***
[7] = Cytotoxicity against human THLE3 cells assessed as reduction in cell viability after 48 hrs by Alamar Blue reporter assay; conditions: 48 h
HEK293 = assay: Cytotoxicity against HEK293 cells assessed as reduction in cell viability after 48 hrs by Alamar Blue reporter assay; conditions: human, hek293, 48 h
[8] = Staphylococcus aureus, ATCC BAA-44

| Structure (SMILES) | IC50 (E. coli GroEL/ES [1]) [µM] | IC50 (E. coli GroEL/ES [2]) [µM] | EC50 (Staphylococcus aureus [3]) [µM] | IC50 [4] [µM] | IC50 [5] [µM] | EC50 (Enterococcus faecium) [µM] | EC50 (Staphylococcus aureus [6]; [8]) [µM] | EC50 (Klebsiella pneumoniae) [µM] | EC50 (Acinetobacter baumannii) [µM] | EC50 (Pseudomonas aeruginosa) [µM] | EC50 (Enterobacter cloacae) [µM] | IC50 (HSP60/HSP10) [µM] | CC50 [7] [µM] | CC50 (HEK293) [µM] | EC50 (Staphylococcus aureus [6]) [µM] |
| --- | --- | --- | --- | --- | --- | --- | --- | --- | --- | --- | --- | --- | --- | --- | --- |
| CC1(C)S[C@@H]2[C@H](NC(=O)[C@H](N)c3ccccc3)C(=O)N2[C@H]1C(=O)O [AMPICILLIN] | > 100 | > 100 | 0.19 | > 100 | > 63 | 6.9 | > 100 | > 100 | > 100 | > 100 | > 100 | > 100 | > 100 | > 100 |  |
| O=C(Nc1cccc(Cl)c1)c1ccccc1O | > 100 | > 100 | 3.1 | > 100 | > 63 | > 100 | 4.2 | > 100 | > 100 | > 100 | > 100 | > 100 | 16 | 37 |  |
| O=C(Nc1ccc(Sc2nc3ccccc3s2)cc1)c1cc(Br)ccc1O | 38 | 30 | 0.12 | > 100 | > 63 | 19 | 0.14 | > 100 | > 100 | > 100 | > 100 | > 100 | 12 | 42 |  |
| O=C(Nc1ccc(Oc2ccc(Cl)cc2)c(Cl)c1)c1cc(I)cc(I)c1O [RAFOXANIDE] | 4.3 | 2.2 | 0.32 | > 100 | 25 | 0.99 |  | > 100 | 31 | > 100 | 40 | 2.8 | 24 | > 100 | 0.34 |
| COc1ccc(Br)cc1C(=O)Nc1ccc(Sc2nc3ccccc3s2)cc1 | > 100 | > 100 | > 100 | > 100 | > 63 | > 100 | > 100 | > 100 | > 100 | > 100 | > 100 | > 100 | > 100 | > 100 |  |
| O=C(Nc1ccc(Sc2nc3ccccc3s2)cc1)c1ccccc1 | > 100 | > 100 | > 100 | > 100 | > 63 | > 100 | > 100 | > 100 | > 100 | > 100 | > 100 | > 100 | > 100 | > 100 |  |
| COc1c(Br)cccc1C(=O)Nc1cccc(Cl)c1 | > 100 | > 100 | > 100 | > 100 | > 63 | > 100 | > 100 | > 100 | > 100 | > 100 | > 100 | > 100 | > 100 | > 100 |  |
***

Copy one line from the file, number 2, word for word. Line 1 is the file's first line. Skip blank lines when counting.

HEK293 = assay: Cytotoxicity against HEK293 cells assessed as reduction in cell viability after 48 hrs by Alamar Blue reporter assay; conditions: human, hek293, 48 h